TSCA Reform: EPA Publishes First Year Implementation Plan
(Bergeson & Campbell) On June 29, 2016, the U.S. Environmental Protection Agency (EPA) posted an Implementation Plan that outlines EPA’s plans for early activities and actions under the Frank R. Lautenberg Chemical Safety for the 21st Century Act, legislation that significantly amends many of the provisions of the Toxic Substances Control Act (TSCA). The amended TSCA has been identified as Public Law Number (Pub. L. No.) 114-182, and copies are expected to be available from the U.S. Government Publishing Office (GPO) next week. EPA notes that the new law imposes new responsibilities on EPA, while providing “comparatively short” deadlines to implement them. EPA “takes these responsibilities and deadlines seriously,” and intends for the Implementation Plan to be a roadmap of the major activities on which EPA will focus during the initial year of implementation. EPA organizes the Implementation Plan by the statutory timeframes during which the activities must be completed, rather than by what is of importance to EPA. EPA states that the Implementation Plan is a living document, and EPA will further develop it over time. EPA cautions that the Implementation Plan “is NOT intended to be a comprehensive listing of all requirements in the new law.”
EPA’s Implementation Plan is reproduced below:
SUMMARY OF IMPLEMENTATION PLAN ACTIONS
The Implementation Plan lists the following actions:
We are pleased that EPA is making strong early efforts to communicate and engage with stakeholders about its early implementation of the new TSCA and its thinking regarding specific provisions. Completing the items listed in the Implementation Plan represents a prodigious amount of work for EPA over the coming months and years. Stakeholders will need to be prepared to respond thoughtfully to rules, lists, and process descriptions as they appear in the Federal Register, or as they are posted.
We do have comments on a few of the items noted by EPA in its plan. One concerns the EPA statement regarding new chemicals which claims, “as a legal matter, [that] the new law effectively resets the 90-day review period.” We presume this EPA statement applies only to new chemical cases which have not reached day 90 (this includes notices still within the initial period or those that that have been voluntarily suspended). While we do not have the benefit of seeing EPA’s legal analysis, we disagree with EPA’s legal view that, based on the text of the act, the review clock resets (effectively or otherwise) for such cases, presumably with day one being the date of enactment of the law. Companies whose notifications are caught up in this EPA decision need to think carefully about their options, and take any needed steps to protect their legal rights. READ MORE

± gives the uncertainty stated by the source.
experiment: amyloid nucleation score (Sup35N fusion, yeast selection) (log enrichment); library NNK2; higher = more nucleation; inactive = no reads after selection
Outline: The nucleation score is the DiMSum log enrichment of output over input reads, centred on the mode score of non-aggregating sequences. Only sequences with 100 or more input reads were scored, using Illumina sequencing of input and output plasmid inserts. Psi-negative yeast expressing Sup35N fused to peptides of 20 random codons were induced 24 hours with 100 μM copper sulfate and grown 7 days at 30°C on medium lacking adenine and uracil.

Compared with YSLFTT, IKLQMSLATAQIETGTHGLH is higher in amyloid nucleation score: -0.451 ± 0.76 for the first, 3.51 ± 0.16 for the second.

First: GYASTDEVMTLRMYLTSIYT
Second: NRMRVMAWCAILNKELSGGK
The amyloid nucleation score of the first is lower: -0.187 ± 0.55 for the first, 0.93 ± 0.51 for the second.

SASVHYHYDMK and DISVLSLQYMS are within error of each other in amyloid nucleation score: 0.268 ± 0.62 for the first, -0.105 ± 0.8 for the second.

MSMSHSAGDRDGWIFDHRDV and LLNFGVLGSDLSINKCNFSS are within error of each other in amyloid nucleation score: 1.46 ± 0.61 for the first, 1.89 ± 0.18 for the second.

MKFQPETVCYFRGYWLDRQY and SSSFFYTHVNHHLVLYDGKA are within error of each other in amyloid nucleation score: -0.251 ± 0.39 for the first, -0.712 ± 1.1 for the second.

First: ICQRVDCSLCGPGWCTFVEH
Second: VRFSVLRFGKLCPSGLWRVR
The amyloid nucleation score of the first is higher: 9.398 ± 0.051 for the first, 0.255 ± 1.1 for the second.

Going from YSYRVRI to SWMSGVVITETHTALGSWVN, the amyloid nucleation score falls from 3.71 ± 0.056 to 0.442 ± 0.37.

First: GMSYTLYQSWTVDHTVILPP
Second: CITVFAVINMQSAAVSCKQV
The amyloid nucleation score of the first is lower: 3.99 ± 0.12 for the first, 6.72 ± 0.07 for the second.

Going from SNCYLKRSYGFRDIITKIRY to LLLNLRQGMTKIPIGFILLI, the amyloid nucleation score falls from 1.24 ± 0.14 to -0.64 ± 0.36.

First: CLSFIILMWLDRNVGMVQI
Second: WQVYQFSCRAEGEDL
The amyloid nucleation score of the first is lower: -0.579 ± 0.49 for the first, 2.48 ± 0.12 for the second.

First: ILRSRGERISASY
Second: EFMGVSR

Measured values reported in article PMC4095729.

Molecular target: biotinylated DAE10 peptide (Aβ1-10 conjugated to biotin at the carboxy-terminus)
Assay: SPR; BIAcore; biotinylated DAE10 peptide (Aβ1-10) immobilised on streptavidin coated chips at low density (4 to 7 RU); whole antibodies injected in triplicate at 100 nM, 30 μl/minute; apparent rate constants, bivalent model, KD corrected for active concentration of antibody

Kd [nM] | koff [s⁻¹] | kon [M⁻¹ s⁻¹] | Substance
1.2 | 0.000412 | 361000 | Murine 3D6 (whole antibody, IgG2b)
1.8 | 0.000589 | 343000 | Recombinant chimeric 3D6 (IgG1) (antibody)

2016 Energy Efficiency Forum
by Sharon Ji (Advanced Biofuels USA) The U.S. Energy Association and Johnson Controls sponsored a conference on strategies and data analysis of energy efficiency which took place on Thursday, June 23 at National Press Club in Washington, DC.
The event focused on how improving efficiency in buildings, district energy systems and infrastructure also provides multiple social, economic and environmental benefits to communities and businesses. Johnson Controls collected data internationally and summarized it in different categories.
The Johnson Control Indicator Survey 2016 indicated that almost two thirds of US organizations have a carbon reduction goal; that Brazil is at an all-time high level of interest in energy efficiency; and that India and China will invest the most in energy efficiency in 2017. However, India and China lack the technical expertise to evaluate or execute projects and the US lacks funding to pay for improvements. In India and Brazil over half of the organizations plan to have resilient facilities that can operate off the grid in the next 10 years. READ MORE